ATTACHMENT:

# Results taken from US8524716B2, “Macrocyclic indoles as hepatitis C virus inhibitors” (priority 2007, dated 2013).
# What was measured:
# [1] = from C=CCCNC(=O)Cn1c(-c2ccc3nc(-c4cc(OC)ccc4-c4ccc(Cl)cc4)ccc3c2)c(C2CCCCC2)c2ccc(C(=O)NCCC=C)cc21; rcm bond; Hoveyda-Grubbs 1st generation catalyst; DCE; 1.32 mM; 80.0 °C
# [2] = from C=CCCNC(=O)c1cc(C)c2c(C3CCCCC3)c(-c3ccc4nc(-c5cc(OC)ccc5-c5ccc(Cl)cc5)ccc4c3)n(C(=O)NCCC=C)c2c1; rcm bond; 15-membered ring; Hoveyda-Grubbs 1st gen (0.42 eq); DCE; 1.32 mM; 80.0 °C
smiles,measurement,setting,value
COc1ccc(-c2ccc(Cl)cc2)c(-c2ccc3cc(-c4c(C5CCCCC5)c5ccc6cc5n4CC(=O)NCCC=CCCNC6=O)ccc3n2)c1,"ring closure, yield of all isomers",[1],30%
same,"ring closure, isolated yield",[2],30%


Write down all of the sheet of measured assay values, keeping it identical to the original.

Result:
# Results taken from US8524716B2, “Macrocyclic indoles as hepatitis C virus inhibitors” (priority 2007, dated 2013).
# What was measured:
# [1] = from C=CCCNC(=O)Cn1c(-c2ccc3nc(-c4cc(OC)ccc4-c4ccc(Cl)cc4)ccc3c2)c(C2CCCCC2)c2ccc(C(=O)NCCC=C)cc21; rcm bond; Hoveyda-Grubbs 1st generation catalyst; DCE; 1.32 mM; 80.0 °C
# [2] = from C=CCCNC(=O)c1cc(C)c2c(C3CCCCC3)c(-c3ccc4nc(-c5cc(OC)ccc5-c5ccc(Cl)cc5)ccc4c3)n(C(=O)NCCC=C)c2c1; rcm bond; 15-membered ring; Hoveyda-Grubbs 1st gen (0.42 eq); DCE; 1.32 mM; 80.0 °C
smiles,measurement,setting,value
COc1ccc(-c2ccc(Cl)cc2)c(-c2ccc3cc(-c4c(C5CCCCC5)c5ccc6cc5n4CC(=O)NCCC=CCCNC6=O)ccc3n2)c1,"ring closure, yield of all isomers",[1],30%
same,"ring closure, isolated yield",[2],30%